The chronograph and dual time worked exactly as advertised and the alarm made just about enough noise to wake us up from a light sleep (like most waterproof metal watches, you’re never going to get that much noise out of the things, so heavy sleepers should invest in a trusty alarm clock or use their mobile’s alarm instead).
One thing we didn’t like about the watch was that once or twice we managed to accidentally knock the mode dial, so when we went to check the time we were momentarily confused to see something completely different on the dial.
But these are minor grumbles from what it a really attractive, eye-catching and solidly built timepiece that should last way past the manufacturer’s five year guarantee. What’s more, its light powered energy source means that you can do your tiny bit for the environment too.
The Citizen BL5250-53L (snappy name, by the way guys!) retails for £299 – but can usually be picked up online for around £240 – check Amazon price here.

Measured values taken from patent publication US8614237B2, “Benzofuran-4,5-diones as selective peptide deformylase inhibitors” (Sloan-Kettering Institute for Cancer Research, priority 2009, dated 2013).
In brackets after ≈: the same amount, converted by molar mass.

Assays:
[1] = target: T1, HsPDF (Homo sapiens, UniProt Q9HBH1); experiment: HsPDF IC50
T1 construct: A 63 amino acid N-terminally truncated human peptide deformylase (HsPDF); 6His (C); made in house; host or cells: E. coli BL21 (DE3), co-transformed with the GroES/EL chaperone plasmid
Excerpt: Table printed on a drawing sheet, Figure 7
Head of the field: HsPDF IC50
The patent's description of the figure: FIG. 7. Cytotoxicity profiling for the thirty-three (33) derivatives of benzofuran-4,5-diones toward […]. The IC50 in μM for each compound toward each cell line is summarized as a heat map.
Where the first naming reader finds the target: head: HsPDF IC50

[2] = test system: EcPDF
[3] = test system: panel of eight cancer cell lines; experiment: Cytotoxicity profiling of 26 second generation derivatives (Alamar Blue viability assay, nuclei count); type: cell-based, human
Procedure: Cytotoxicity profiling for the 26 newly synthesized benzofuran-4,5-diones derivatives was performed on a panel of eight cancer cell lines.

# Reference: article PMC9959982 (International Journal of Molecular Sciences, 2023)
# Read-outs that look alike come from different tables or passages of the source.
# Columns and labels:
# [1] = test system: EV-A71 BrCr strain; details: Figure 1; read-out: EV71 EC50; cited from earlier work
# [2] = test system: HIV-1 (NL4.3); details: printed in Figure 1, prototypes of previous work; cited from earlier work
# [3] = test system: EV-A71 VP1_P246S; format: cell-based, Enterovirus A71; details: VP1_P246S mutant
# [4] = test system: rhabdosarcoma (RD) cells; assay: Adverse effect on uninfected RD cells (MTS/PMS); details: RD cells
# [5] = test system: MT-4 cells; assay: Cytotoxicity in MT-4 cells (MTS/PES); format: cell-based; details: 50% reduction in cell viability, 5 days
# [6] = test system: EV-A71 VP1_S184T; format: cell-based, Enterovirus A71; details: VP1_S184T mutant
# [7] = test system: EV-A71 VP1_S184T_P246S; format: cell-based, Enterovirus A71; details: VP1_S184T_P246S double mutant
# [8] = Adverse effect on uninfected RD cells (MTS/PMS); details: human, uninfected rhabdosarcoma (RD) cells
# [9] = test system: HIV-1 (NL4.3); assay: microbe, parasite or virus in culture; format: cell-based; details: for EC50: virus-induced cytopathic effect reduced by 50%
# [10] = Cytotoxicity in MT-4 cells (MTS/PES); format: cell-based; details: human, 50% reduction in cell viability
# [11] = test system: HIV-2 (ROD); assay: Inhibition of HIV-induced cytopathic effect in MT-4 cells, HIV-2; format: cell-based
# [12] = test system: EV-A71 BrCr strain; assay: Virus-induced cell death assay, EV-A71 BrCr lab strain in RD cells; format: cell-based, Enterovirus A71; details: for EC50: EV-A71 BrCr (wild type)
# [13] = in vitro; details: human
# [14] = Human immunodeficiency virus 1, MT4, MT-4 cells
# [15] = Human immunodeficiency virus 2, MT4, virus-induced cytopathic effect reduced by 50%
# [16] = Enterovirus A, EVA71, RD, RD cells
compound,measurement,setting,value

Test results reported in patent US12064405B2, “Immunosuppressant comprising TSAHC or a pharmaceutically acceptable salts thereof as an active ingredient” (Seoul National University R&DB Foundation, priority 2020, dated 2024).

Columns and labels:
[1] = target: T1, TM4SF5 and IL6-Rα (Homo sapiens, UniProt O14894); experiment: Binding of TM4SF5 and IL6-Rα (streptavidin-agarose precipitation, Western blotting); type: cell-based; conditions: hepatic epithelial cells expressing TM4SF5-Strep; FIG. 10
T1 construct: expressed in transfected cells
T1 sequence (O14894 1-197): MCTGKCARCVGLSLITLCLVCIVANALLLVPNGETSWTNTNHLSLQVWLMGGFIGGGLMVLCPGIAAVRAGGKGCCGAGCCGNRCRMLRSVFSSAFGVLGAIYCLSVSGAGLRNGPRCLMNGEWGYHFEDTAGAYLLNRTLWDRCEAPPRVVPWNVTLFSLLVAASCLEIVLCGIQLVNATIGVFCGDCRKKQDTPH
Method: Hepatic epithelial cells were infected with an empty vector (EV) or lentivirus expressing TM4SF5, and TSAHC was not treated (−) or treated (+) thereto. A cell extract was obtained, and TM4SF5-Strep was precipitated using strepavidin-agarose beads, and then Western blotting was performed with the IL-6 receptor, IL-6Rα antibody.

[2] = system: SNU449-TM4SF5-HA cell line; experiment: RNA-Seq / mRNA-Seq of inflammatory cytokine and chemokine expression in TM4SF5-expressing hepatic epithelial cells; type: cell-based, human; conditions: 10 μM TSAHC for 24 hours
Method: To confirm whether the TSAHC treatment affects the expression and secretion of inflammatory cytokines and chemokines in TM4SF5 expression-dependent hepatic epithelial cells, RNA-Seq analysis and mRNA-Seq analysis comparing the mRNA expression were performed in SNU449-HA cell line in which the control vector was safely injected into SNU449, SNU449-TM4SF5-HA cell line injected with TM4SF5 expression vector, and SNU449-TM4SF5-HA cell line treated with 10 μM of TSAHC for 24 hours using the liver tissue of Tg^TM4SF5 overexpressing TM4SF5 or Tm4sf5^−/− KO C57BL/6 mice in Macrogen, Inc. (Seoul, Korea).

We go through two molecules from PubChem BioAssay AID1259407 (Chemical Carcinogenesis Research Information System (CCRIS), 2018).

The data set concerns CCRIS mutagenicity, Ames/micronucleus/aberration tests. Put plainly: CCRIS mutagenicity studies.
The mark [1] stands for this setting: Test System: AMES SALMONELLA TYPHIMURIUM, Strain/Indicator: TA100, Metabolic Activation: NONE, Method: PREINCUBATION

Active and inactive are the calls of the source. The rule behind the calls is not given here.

Ease of use: 70%
Pose factor: 87%
Glow In Bed-ability: 82%
Blokey tech-appeal: 89%
Value for money: 75%
4 Comments on “Review: Citizen E-Drive BL5250-53L watch”
Update: the mode dial has now become ridiculously easy to knock out of position, so that the watch is constantly moving into the wrong modes (i.e it’ll be showing the alarm time instead of the actual time).
In desperation, we’ve started using tape to keep the dial in the correct position: hardly the ideal solution for an expensive watch.
We’ve contacted Citizen and will post up any response we get.
I’d also be a bit careful taking this sort of thing in the sea. Is it salt water resistant? Unless it is a proper diving watch, I doubt it.
I’m very aware that this is three years ago but I was just looking for a spare strap and came across this article. I have never had the mode change without wanting it to after four years of owning it. Just to satisfy my curiosity did you have the crown slightly out?
No, the crown is not out – it’s just that it is very, very easy to knock out of position.